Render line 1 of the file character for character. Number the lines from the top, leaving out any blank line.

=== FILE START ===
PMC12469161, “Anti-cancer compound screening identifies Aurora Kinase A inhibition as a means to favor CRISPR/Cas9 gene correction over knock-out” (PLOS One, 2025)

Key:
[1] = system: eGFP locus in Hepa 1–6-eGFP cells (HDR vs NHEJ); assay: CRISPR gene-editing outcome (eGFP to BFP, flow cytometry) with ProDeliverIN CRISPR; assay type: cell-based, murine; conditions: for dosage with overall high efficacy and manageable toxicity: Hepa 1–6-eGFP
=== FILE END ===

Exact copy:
PMC12469161, “Anti-cancer compound screening identifies Aurora Kinase A inhibition as a means to favor CRISPR/Cas9 gene correction over knock-out” (PLOS One, 2025)